Working Mom Survival Guide

Working Mom Survival Guide

Take a look inside and ask yourself, “Am I having fun?” You can find moments of joy in unexpected places—as long as you’re paying attention.


You’ve had a pretty good week. The triumphs might include getting your kids to preschool for circle time and achieving professional nirvana when a client approves that never-going-to-end project. But what about you, personally? Are you doing things for yourself that make you feel … wait for it … happy? This is a big one, and it affects the whole family. Your state of mind—from the moment that little egg and sperm gave a cosmic thumbs-up and formed a human being—has a direct effect on your children. the good news: 82% moms in our recent Working Mother survey say they feel happier since becoming parents. only 4 percent are less happy (14% feel about the same). Wherever you fall on this spectrum, upping the happiness factor will make you a better mom. Here are some strategies for tending to your emotional life.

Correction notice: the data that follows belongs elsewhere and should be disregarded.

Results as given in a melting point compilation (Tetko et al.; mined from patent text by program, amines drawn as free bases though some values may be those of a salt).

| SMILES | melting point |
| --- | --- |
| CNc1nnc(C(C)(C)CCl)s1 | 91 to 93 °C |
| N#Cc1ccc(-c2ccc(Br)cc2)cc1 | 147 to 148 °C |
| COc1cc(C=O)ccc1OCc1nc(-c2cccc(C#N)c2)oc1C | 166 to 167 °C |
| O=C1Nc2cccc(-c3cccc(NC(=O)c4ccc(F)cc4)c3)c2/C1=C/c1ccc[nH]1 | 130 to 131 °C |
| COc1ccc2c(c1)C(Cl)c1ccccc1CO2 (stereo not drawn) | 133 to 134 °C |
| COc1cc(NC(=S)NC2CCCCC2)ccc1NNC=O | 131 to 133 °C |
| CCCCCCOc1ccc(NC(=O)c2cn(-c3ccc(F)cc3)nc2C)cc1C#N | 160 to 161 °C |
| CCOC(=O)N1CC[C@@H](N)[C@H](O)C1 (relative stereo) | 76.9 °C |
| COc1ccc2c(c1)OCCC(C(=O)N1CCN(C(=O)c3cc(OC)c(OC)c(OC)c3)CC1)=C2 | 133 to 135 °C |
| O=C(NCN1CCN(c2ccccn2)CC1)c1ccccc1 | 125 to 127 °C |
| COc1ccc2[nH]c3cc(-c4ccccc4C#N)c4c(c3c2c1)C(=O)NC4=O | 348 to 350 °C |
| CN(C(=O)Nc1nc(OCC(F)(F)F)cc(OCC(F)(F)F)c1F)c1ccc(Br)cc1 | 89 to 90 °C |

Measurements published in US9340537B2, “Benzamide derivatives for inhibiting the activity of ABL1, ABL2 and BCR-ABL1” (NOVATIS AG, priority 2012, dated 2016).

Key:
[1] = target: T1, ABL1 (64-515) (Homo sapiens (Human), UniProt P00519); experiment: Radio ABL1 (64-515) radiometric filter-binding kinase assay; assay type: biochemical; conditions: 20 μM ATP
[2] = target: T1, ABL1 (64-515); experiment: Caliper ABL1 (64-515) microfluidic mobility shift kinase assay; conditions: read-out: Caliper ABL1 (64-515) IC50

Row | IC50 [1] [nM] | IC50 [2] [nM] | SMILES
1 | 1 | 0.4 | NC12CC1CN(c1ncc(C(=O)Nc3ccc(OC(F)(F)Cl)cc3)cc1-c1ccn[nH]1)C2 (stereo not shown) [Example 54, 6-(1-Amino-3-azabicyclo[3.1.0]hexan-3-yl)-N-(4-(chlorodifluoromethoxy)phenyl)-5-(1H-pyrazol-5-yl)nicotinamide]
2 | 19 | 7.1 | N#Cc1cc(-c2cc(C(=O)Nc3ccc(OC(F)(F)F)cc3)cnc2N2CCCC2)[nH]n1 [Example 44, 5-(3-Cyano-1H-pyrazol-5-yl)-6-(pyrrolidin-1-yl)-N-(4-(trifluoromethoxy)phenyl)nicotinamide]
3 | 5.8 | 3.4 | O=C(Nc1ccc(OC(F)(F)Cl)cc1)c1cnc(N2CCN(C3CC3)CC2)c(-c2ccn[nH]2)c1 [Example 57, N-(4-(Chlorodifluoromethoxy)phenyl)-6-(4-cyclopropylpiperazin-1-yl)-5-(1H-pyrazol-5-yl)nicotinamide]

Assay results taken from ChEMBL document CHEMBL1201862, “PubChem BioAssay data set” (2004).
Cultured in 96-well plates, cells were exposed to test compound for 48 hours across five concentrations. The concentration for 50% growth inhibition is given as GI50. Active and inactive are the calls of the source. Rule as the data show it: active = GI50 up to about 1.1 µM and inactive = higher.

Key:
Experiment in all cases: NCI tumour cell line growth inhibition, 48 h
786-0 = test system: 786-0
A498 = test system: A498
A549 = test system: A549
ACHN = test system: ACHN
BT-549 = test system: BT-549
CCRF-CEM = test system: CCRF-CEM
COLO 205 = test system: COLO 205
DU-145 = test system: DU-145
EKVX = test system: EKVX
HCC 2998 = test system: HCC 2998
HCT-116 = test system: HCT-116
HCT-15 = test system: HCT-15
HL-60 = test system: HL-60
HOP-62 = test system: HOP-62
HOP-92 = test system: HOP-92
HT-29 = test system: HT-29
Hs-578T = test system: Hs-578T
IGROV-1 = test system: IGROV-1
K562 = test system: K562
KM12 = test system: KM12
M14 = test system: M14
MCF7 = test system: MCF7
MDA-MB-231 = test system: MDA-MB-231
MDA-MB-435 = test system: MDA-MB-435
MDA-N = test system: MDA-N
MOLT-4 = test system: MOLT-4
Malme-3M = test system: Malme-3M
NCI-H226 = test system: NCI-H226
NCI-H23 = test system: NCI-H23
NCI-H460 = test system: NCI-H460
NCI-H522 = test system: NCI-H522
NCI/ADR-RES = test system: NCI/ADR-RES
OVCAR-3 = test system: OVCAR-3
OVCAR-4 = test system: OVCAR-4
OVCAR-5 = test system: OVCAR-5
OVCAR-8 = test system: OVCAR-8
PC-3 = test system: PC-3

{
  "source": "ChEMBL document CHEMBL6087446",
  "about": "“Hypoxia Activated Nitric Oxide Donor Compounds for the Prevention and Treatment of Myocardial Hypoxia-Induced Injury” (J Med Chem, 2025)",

The “Good Enough” Mom
When more moms joined the workforce, we heard all about the “supermom.” A revolt against all those high expectations brought about the “slacker mom.” Now we’re hearing again about the “good enough mother,” a term coined more than 50 years ago by Dr. D. W. Winnicott, a British pediatrician, sociologist and psychoanalyst. He said the key role of the good enough mother is to adapt to her baby, which gives him a sense of control and the comfort of being connected with his mother.

A mother’s attunement to her infant enables him to become more imaginative, playful and spontaneous—and to grow to be his true self. A mom doesn’t need superior skills to nurture her baby, according to Dr. Winnicott, just an ordinary ability to tune in to her baby’s needs and do what it takes to meet them.

When the term “good enough mom” is used today, it grows out of the idea that most moms have everything their kids need inside themselves already. The good enough mom uses her own best judgment, is available to her child, learns from mistakes and loves her child, though not necessarily all of his behavior. Still, today’s working moms can have such high—often unrealistic—standards that they can wind up feeling not “good enough” at all.

Keep in mind that there’s no single right way to do things, so you don’t need to worry that you’re doing it wrong and damaging your child. Your baby doesn’t need a perfect mom, even if there were such a person. A good enough mom:

Makes time with her kids a priority. If the choice is ironing or playing with your daughter, pick playtime.

Doesn’t compare herself to other moms, especially stay-at-home moms! It may look rosy on the other side of the motherhood fence, but you don’t know their real stories.